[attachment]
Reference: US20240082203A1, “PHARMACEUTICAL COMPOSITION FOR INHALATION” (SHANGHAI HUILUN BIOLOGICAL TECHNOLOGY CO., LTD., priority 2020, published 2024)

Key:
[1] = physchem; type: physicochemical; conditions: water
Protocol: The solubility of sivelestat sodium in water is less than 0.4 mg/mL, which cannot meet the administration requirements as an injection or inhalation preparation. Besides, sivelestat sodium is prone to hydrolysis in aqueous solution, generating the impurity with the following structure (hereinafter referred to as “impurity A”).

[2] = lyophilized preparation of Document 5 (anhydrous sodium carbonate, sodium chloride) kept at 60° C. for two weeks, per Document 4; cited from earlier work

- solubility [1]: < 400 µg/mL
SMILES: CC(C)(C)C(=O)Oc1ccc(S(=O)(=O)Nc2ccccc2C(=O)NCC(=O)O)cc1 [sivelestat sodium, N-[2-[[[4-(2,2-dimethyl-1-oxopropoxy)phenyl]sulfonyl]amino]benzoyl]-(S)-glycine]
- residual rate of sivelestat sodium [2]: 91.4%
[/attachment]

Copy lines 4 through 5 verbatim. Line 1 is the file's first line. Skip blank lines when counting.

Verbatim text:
Protocol: The solubility of sivelestat sodium in water is less than 0.4 mg/mL, which cannot meet the administration requirements as an injection or inhalation preparation. Besides, sivelestat sodium is prone to hydrolysis in aqueous solution, generating the impurity with the following structure (hereinafter referred to as “impurity A”).

[2] = lyophilized preparation of Document 5 (anhydrous sodium carbonate, sodium chloride) kept at 60° C. for two weeks, per Document 4; cited from earlier work